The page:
Bull Run at Gettysburg: James McKay Rorty

10 12 2017

On Dec. 2, I was in Gettysburg for a gathering of friends. Arriving on Saturday afternoon and the meeting not set to begin until 6 pm, I decided to “get my steps in” and did a little loop on Hancock Ave. from the Alexander Hays statue to the First Minnesota July 2 monument and back, stopping at each marker along the way. This meant there was a lot of back and forth and backtracking. While there were plenty of Bull Run connections along the way, let’s just take a look at one: Battery B, 1st New York Light Artillery.

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Battery B, 1st New York Light Artillery, at Gettysburg

You’ll recall that Private James McKay Rorty of the 69th New York State militia was captured at First Bull Run, escaped from prison in Richmond and made his way back to Washington (read his Bull Run account here, and also read a more complete biography of Rorty here). Mustered out of the militia, he subsequently enlisted in what was designated the 5th Regiment of Thomas Francis Meagher’s Irish Brigade (read his letter to his father explaining his rationale for enlistment here). This turned out to be a battery of New York Light artillery – he had expected it would be cavalry – though his record of formal attachment to specific batteries thenceforth is murky. Regardless, by May of 1862 Lt. Rorty was serving as ordnance officer on the staff of Major General Israel B. Richardson.

At Gettysburg, now Captain Rorty was ordnance officer on the staff of Major General Winfield Scott Hancock, who had succeeded Richardson upon the latter’s mortal wounding at Antietam and was then in command of the Army of the Potomac’s Second Corps. Technically, Rorty was in command of the non-existent 14th New York Independent Battery of the Irish Brigade. At the same time, Rorty maintained his association with Irish Nationalist organization the Fenian Brotherhood, and was recording secretary in the group’s Potomac Circle. You can read about Fenians in the Civil War here – there’s a lot to it, and it’s not always what you think. Long story short, Rorty was a big deal in “the movement.”

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Artillery officers on the Peninsula, 1862. Rorty is seated on the right. Fellow Bull Run vet Alonzo Cushing is standing, center. From LOC.

On the afternoon of July 2, Rorty became anxious to join in the fighting, and petitioned his boss for assignment to a combat unit. Hancock acquiesced, and some time that day Rorty was placed in command of the 122 men and four 10 pounder Parrot rifles of Battery B, 1st New York Light Artillery, 2nd Corps’ Artillery Brigade. Late in the day, the battery was in place in the Plum Run Line that helped repulse the assault of Longsteet’s Corps’ assault on the Peach Orchard salient. The battery lost one man killed, eight wounded, and 13 horses rendered unserviceable.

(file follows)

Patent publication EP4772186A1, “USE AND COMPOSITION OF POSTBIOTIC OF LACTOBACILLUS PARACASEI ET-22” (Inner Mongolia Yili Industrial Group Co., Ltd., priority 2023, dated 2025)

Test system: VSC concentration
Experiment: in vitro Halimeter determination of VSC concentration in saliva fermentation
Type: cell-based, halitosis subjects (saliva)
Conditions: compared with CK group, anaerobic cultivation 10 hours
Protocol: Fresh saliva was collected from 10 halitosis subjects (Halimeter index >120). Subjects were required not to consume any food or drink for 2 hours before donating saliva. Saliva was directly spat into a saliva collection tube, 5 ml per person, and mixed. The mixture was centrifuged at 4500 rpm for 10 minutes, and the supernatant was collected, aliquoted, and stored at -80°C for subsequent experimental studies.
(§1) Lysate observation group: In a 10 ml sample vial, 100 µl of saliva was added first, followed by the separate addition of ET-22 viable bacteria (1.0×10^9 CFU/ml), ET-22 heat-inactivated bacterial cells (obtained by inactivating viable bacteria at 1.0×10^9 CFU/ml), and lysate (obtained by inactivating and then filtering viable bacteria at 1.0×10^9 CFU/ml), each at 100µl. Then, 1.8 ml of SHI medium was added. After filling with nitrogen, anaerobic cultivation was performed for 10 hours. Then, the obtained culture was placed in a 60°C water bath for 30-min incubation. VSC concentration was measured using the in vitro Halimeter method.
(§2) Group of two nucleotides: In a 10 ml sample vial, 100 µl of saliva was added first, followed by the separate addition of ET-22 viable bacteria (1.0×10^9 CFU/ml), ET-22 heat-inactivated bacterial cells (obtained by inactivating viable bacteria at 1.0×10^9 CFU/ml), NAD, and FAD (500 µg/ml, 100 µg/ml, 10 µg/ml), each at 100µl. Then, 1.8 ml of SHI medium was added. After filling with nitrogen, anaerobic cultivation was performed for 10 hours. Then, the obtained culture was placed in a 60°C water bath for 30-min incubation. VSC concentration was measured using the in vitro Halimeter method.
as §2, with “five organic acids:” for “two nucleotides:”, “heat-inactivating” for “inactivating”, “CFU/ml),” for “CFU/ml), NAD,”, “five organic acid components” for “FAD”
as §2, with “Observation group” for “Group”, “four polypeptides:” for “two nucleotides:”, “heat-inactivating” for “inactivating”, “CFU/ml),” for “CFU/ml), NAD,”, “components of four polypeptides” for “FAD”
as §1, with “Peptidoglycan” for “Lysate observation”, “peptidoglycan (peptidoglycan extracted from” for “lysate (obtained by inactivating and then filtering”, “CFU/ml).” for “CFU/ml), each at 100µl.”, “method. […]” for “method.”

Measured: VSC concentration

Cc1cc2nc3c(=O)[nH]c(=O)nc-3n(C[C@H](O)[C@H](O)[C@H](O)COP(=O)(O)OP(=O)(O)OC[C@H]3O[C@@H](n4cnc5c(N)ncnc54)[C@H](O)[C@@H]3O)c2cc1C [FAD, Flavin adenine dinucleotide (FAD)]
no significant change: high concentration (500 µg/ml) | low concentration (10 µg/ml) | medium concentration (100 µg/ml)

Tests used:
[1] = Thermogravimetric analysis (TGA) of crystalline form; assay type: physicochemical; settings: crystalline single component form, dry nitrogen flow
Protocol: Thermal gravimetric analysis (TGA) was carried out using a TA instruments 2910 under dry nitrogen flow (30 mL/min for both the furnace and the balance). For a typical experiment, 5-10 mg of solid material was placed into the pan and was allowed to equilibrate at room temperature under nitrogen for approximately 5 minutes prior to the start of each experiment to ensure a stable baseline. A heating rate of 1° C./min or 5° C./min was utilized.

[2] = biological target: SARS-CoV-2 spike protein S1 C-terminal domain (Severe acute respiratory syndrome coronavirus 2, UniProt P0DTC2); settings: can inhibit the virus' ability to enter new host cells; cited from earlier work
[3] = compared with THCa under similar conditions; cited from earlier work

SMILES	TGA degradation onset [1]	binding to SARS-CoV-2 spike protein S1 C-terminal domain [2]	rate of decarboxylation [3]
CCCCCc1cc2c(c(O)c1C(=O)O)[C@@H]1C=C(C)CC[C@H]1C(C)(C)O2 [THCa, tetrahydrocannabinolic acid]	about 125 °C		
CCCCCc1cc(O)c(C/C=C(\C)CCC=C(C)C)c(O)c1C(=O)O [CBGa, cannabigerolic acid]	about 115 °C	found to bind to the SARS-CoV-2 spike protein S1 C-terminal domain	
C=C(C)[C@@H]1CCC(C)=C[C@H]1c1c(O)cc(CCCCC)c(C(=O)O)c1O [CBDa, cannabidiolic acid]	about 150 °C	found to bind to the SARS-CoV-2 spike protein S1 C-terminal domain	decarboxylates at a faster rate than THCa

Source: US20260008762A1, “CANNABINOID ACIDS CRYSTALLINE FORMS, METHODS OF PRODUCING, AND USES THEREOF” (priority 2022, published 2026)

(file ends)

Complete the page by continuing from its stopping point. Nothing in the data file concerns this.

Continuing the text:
On the morning of July 3rd, Rorty’s command was moved to a point about 250 yards south of the now famous “copse of trees” believed by most to be the focal point of General Robert E. Lee’s assault known as Pickett’s Charge. During the artillery barrage that preceded the infantry advance, Rorty advanced his guns to the stone wall in front of his position, and returned fire. His command began to suffer casualties, and Rorty moved from gun to gun, issuing orders and encouragement. Eventually three of his four rifles were out of action, and Rorty himself stripped down to his shirtsleeves, grabbed a sponge staff, and joined the crew of his last gun. The Captain called for help from the nearby 19th Massachusetts Infantry, and received about 20 men in reply. Then, the Confederate infantry moved out from the tree line to the west.

Rorty’s lone gun continued to fire on the advancing rebels, until the men of Brigadier General James Kemper’s brigade came past the barn of the Codori farm and into canister range. Some time before the advance petered out at the stone wall, Capt. James McKay Rorty was dead, killed instantly by a shot to the head or heart. Nine more of his command lay dead; another eight were wounded.

Two weeks after the battle, Rorty’s brother Richard gathered his remains from where he had been buried on the field and returned them to New York. He was reinterred in Calvary Cemetery on July 19, 1863.

6016383_1113996429586016383_1399684971Rorty’s grave in Calvary Cemetery, Woodside, New York, from FindAgrave

 





Preview: Ayers, “The Thin Light of Freedom”

1 12 2017

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The Thin Light of Freedom: The Civil War and Emancipation in the Heart of America is Edward Ayers’s follow-up or companion to 2003’s In the Presence of Mine Enemies. Both works benefit from and are in part a product of Ayers’s groundbreaking Valley of the Shadow project (watch a video presentation of it here).